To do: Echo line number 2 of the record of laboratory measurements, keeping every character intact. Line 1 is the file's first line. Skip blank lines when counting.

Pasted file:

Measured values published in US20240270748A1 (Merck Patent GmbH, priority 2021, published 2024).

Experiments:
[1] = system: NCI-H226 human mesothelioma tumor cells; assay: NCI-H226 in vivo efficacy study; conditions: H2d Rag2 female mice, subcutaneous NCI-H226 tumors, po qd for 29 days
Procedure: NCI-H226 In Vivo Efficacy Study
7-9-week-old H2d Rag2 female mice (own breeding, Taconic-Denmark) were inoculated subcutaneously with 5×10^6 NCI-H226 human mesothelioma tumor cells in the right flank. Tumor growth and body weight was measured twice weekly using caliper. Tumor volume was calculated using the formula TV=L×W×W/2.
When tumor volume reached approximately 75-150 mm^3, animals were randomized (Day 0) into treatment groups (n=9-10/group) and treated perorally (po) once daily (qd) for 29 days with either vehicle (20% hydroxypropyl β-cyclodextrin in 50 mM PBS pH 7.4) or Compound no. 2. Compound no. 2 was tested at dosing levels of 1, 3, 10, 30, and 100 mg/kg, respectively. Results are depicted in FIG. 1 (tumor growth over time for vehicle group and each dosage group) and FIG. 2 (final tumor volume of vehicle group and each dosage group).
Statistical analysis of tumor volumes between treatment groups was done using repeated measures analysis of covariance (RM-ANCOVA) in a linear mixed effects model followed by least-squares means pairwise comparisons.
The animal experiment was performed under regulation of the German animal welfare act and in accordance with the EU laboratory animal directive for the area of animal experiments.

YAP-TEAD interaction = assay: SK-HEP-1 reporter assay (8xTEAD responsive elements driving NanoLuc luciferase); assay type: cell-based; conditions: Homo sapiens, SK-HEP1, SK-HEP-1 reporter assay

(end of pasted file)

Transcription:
Experiments: